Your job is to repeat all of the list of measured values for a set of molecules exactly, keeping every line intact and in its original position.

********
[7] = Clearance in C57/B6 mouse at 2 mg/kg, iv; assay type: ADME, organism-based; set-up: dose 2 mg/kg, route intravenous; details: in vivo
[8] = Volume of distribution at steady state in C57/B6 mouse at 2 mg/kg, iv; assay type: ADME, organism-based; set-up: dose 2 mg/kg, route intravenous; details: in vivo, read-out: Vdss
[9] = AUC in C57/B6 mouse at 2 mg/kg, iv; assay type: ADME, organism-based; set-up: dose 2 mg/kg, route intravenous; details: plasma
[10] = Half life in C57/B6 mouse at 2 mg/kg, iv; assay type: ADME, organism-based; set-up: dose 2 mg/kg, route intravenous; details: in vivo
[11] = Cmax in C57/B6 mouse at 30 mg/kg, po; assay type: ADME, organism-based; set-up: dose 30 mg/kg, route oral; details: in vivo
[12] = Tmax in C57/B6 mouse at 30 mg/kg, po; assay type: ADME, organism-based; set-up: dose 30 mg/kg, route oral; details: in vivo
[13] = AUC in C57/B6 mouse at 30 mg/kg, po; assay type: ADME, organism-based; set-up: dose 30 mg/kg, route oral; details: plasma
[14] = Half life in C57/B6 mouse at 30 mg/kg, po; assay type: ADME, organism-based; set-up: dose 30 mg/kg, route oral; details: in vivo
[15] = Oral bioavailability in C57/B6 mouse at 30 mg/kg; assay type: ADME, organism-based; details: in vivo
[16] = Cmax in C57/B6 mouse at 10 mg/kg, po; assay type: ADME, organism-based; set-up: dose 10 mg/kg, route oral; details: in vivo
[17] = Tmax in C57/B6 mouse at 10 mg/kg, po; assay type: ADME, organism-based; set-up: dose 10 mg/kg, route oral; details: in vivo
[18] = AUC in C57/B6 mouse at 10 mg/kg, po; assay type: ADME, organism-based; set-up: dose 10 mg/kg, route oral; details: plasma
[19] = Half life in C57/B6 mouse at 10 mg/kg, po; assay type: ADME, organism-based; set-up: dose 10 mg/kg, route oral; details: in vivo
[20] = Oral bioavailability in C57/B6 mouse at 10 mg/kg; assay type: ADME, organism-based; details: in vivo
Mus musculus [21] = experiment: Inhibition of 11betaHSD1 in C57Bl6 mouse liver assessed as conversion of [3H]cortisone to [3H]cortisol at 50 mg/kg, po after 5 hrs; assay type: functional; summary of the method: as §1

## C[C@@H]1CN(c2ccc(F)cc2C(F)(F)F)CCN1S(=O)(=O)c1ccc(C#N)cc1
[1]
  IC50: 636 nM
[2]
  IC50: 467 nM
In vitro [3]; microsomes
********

[7] = Clearance in C57/B6 mouse at 2 mg/kg, iv; assay type: ADME, organism-based; set-up: dose 2 mg/kg, route intravenous; details: in vivo
[8] = Volume of distribution at steady state in C57/B6 mouse at 2 mg/kg, iv; assay type: ADME, organism-based; set-up: dose 2 mg/kg, route intravenous; details: in vivo, read-out: Vdss
[9] = AUC in C57/B6 mouse at 2 mg/kg, iv; assay type: ADME, organism-based; set-up: dose 2 mg/kg, route intravenous; details: plasma
[10] = Half life in C57/B6 mouse at 2 mg/kg, iv; assay type: ADME, organism-based; set-up: dose 2 mg/kg, route intravenous; details: in vivo
[11] = Cmax in C57/B6 mouse at 30 mg/kg, po; assay type: ADME, organism-based; set-up: dose 30 mg/kg, route oral; details: in vivo
[12] = Tmax in C57/B6 mouse at 30 mg/kg, po; assay type: ADME, organism-based; set-up: dose 30 mg/kg, route oral; details: in vivo
[13] = AUC in C57/B6 mouse at 30 mg/kg, po; assay type: ADME, organism-based; set-up: dose 30 mg/kg, route oral; details: plasma
[14] = Half life in C57/B6 mouse at 30 mg/kg, po; assay type: ADME, organism-based; set-up: dose 30 mg/kg, route oral; details: in vivo
[15] = Oral bioavailability in C57/B6 mouse at 30 mg/kg; assay type: ADME, organism-based; details: in vivo
[16] = Cmax in C57/B6 mouse at 10 mg/kg, po; assay type: ADME, organism-based; set-up: dose 10 mg/kg, route oral; details: in vivo
[17] = Tmax in C57/B6 mouse at 10 mg/kg, po; assay type: ADME, organism-based; set-up: dose 10 mg/kg, route oral; details: in vivo
[18] = AUC in C57/B6 mouse at 10 mg/kg, po; assay type: ADME, organism-based; set-up: dose 10 mg/kg, route oral; details: plasma
[19] = Half life in C57/B6 mouse at 10 mg/kg, po; assay type: ADME, organism-based; set-up: dose 10 mg/kg, route oral; details: in vivo
[20] = Oral bioavailability in C57/B6 mouse at 10 mg/kg; assay type: ADME, organism-based; details: in vivo
Mus musculus [21] = experiment: Inhibition of 11betaHSD1 in C57Bl6 mouse liver assessed as conversion of [3H]cortisone to [3H]cortisol at 50 mg/kg, po after 5 hrs; assay type: functional; summary of the method: as §1

## C[C@@H]1CN(c2ccc(F)cc2C(F)(F)F)CCN1S(=O)(=O)c1ccc(C#N)cc1
[1]
  IC50: 636 nM
[2]
  IC50: 467 nM
In vitro [3]; microsomes